The politics of climate and climate security were an ever-present backdrop to the two days of discussion. Craig Gannett voiced guarded optimism that movement at the “sub-national” level – such as the Pacific Coast Collaborative efforts by Washington, Oregon, California and British Columbia to unify and play a leading role despite happenings at the federal level – provides some hope to move us forward. Admiral Parker added that despite whatever obstacles to progress exist, “the awakening of citizens is a silver-plated lining. We have an obligation as citizens to learn.”
The Jackson Foundation emerged from two days of intensive discussions on this issue reenergized and dedicated to continue to target its resources to highlight climate and national security connections – a topic squarely within the Jackson environmental and defense legacies.
The inaugural lecture last week in honor of Jim Schlesinger was a success. First we had John Deutch, MIT emeritus Institute Professor and former head of the CIA, speak at a Rainier Club lunch that drew diplomats, business people, and community leaders. In the afternoon he met with students at the Jackson School. And in the evening he gave an excellent, engaging lecture on nuclear deterrent policy and how that policy may or may not change going forward. We had 150 chairs filled with a line out the door for entry into the hall. The large audience included UW students, Navy ROTC members, as well as community members.
Professor Deutch also spoke about his relationship with both Jackson and Schlesinger. When Schlesinger became America’s first Secretary of Energy, Deutch served as Undersecretary of the Department.
The following day, Dr. Deutch worked with Jackson School students on their Task Force policy brief on nuclear proliferation and deterrence. It was a first-rate way to begin this important series, which we intend to continue to tie with the Jackson School’s Task Force program.
Board Member Larry Phillips wrote afterward, “John Deutch did a masterful job providing the historical context and ongoing debate, as well as the progress that has been made surrounding nuclear proliferation issues. He sounded the alarm about the costs associated with upgrades to our nuclear triad deterrent, and the lack of robust debate so far and the need for that to occur before those funds are expended. At the end he fielded questions from some pretty well-informed audience members, and did a good job providing substantive answers. The “refresher” on these issues was welcome and enlightening, especially so given the dearth of substantive discourse at the national level. It was a bit of a walk back in time, when serious issues were discussed, debated, and decided by serious people.”
The Jackson Foundation initiated this lecture series to honor Senator Jackson’s longtime friend and colleague Jim Schlesinger by bringing high-level foreign policy experts to the Jackson School. Given his personal history with Jackson and Schlesinger, Professor Deutch was the perfect choice to start off this series.
In recognition of Larry Phillips’ leadership on growth management, natural resource protection, water quality, transportation, and climate change, the Foundation created the Jackson Leadership Fellows – Larry Phillips Fund for Climate Change and the Environment. The fund supports Henry M. Jackson Leadership Fellows with an interest in fostering bipartisan solutions in the fields of climate change and the environment, reflecting issues of significance that defined Larry Phillip’s career in public service. We’re pleased that we can further support the goals and objectives of the Jackson Fellows through this fund tied to climate and the environment.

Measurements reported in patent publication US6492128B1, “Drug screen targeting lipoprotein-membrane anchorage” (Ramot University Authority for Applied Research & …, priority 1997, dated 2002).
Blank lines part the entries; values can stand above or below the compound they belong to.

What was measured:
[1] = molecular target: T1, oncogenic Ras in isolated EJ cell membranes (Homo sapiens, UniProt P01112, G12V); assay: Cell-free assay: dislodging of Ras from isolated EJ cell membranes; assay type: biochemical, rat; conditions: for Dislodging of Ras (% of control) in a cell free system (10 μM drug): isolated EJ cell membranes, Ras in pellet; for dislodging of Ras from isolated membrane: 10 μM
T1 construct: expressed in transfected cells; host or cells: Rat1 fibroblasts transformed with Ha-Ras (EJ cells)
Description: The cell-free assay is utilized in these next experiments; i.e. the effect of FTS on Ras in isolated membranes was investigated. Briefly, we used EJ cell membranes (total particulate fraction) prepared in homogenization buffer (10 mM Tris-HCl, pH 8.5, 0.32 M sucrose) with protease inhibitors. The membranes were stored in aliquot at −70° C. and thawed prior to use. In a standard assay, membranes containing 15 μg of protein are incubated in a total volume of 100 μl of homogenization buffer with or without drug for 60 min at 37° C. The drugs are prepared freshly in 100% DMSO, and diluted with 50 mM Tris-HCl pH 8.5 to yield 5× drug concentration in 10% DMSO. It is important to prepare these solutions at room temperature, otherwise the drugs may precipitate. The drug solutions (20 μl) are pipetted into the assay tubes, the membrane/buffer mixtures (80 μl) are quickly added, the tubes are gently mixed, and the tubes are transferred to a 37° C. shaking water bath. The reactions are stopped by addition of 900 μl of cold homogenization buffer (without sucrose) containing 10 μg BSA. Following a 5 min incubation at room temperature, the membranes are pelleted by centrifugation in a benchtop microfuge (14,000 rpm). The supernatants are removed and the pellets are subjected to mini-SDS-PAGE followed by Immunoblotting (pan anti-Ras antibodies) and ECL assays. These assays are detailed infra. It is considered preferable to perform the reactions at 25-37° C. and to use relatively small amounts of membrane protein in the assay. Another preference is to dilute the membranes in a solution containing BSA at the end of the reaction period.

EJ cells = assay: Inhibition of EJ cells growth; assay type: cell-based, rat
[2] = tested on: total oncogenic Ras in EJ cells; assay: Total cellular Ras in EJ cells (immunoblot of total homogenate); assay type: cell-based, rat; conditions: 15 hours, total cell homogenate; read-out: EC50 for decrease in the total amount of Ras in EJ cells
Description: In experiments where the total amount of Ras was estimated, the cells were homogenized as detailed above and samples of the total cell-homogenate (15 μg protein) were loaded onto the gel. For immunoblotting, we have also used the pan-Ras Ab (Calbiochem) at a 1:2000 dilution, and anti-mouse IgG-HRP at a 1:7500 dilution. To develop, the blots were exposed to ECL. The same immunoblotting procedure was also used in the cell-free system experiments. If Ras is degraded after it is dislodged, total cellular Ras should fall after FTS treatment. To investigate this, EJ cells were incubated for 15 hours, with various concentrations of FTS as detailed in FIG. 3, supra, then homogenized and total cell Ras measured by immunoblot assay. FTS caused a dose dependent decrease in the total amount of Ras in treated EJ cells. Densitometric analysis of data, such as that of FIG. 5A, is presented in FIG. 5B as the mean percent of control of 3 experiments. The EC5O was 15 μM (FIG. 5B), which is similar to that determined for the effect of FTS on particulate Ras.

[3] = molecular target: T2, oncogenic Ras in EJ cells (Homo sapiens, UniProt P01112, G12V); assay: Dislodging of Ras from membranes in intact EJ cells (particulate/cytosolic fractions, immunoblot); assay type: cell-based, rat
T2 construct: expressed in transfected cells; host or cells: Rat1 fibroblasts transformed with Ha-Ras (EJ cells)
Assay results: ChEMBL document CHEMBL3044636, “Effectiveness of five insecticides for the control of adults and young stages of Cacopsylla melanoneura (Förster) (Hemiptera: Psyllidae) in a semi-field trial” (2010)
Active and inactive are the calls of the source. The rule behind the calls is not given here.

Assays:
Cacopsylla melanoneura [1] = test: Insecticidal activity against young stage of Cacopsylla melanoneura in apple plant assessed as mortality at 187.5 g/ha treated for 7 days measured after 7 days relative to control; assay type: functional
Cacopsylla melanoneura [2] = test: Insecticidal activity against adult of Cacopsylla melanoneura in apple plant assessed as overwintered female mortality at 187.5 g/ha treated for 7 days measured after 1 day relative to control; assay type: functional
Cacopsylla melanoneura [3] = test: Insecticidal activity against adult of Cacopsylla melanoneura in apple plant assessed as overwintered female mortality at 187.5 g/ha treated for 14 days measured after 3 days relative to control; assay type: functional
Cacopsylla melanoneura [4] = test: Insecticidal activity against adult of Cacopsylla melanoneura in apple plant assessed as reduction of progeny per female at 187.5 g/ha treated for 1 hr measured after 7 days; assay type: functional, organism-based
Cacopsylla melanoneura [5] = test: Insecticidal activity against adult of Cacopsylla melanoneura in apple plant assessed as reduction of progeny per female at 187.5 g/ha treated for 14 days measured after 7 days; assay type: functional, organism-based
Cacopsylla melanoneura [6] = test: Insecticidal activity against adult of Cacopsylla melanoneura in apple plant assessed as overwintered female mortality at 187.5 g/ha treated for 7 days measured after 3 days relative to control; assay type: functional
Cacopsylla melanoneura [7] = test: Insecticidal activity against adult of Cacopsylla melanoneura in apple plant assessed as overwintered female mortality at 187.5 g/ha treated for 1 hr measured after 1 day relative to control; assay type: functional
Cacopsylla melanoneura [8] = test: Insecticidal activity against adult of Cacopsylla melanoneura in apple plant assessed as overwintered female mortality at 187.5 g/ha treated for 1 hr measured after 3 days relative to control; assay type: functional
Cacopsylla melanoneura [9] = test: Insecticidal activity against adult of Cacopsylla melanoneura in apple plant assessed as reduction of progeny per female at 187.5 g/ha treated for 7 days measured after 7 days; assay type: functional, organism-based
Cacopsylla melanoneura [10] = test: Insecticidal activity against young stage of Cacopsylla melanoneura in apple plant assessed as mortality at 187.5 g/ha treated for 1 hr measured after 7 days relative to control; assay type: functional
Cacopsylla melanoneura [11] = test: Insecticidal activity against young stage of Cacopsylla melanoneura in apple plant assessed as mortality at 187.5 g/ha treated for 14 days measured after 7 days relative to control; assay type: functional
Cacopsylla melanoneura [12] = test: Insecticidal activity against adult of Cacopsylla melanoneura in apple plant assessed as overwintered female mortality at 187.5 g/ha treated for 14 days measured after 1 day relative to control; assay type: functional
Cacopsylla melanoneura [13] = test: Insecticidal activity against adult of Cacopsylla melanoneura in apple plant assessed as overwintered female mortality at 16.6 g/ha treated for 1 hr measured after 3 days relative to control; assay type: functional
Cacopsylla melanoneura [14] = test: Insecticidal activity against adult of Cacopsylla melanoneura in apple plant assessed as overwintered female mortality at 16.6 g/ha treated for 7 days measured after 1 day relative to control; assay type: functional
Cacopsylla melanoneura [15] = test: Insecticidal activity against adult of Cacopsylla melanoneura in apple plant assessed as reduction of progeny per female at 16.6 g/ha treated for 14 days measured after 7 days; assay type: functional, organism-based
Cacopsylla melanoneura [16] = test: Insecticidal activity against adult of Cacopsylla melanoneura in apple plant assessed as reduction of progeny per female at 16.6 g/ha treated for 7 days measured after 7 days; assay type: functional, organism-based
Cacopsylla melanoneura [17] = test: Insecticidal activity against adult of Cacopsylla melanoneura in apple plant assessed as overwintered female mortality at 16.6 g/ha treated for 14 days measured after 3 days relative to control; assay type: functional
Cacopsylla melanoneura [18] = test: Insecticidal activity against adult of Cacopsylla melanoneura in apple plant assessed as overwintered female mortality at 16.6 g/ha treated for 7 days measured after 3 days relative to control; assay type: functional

Last year we awarded funds to two of our Jackson Leadership Fellows, Laura Stewart and Tamara Power-Drutis. As part of her project, Laura developed a video that captured the issues and interests of under-represented voices in Seattle’s climate and environmental justice sector. Building on the video’s success, Tamara (Crosscut Media) and Laura will use the funds to broaden the video’s audience utilizing Crosscut Media’s 1.2 million readers, KCTS 9 broadcasting, and ethnic media partners in a series of follow-up interviews and articles.
This year we’ll provide funds to three of our 2017 Fellows – Alex Adams, Connor Birkeland, and Amarpreet Sethi. Alex received $500 to attend the Green Transportation Summit and Expo (GTSE), which is the region’s premier fleet modernization and alternative fuels event. This conference’s focus on alternative fuels and wide variety of vehicle types will help expand his knowledge and understanding of the quickly changing electric vehicle and fuel markets in the Pacific Northwest. From attending last year’s conference, he was able to develop an alternative fuel calculator to show emissions resulting from fuel choices, which led King County Metro Transit to transition to 5% locally sourced biodiesel.
A $500 award to Connor will support his travel to California to learn about clean energy financing models tied to property there and apply them in Washington State. His Jackson Leadership Fellows’ project focuses on Property Assessed Clean Energy as a financing model for low- to medium-income individuals. Currently Washington State lacks renewable-energy financing programs for those with lower incomes, despite the fact that installing residential renewable energy systems would allow for less-costly energy bills.